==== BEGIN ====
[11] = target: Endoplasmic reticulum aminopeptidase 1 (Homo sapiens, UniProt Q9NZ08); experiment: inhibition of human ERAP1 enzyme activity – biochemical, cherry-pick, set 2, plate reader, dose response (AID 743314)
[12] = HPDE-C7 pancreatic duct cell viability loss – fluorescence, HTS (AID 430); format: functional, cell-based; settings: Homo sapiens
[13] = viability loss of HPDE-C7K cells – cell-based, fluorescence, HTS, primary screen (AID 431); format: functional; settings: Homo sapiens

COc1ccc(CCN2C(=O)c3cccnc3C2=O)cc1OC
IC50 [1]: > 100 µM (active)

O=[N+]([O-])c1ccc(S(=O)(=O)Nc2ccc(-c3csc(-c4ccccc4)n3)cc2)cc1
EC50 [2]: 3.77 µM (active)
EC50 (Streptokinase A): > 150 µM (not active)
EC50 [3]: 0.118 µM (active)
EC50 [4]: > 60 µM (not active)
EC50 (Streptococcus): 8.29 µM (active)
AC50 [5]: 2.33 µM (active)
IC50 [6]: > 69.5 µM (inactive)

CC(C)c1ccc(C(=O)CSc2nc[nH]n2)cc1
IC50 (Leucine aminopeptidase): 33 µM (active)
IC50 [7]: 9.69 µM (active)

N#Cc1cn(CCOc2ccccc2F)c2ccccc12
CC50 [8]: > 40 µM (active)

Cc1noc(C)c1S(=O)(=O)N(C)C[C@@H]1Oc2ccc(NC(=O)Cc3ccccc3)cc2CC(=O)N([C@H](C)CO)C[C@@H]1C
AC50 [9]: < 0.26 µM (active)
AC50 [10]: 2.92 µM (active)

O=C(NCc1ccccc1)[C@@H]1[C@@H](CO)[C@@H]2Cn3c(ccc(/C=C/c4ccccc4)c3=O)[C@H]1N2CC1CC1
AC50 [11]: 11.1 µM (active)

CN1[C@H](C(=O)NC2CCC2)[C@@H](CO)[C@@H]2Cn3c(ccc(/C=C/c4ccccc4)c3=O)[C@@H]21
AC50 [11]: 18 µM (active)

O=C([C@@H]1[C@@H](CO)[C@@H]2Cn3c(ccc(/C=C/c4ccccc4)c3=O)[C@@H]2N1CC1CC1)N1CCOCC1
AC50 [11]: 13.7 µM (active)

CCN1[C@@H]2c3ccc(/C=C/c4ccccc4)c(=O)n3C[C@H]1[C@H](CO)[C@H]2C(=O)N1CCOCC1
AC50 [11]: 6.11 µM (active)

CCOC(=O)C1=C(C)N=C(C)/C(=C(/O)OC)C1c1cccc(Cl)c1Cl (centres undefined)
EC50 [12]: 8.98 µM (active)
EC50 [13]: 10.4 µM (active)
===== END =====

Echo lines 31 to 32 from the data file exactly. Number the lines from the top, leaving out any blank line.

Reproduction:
EC50 [12]: 8.98 µM (active)
EC50 [13]: 10.4 µM (active)